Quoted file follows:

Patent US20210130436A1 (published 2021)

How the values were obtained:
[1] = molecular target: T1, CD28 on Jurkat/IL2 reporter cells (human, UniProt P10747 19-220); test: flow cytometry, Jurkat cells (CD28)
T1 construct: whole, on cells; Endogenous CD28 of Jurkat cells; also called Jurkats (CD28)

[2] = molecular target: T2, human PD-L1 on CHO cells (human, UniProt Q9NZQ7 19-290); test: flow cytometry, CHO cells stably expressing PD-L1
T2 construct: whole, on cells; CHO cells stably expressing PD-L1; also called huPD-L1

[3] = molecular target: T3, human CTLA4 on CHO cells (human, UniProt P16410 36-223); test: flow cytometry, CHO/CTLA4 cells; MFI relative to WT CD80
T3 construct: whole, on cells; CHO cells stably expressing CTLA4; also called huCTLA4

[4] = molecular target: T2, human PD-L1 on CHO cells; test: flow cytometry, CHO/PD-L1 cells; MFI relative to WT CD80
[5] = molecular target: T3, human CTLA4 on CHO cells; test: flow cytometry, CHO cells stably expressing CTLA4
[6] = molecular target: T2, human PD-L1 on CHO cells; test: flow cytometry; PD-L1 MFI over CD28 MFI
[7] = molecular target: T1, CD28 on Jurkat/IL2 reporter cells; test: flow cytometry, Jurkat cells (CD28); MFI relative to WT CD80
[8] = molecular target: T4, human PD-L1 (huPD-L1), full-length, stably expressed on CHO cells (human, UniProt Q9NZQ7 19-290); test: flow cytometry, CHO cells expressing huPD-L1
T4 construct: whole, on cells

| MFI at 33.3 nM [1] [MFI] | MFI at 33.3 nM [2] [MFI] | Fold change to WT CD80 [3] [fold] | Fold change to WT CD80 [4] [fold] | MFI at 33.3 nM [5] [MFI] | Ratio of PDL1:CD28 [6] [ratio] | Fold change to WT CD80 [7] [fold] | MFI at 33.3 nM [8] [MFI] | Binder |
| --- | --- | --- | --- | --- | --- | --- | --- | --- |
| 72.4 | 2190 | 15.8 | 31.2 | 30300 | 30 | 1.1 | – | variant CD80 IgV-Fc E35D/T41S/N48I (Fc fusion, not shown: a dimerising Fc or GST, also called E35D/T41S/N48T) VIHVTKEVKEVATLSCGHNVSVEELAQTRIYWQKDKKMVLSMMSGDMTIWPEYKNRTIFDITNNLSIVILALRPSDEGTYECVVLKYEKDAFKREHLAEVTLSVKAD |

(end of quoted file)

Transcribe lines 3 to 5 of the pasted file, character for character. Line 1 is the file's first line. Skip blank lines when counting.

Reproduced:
[1] = molecular target: T1, CD28 on Jurkat/IL2 reporter cells (human, UniProt P10747 19-220); test: flow cytometry, Jurkat cells (CD28)
T1 construct: whole, on cells; Endogenous CD28 of Jurkat cells; also called Jurkats (CD28)

[2] = molecular target: T2, human PD-L1 on CHO cells (human, UniProt Q9NZQ7 19-290); test: flow cytometry, CHO cells stably expressing PD-L1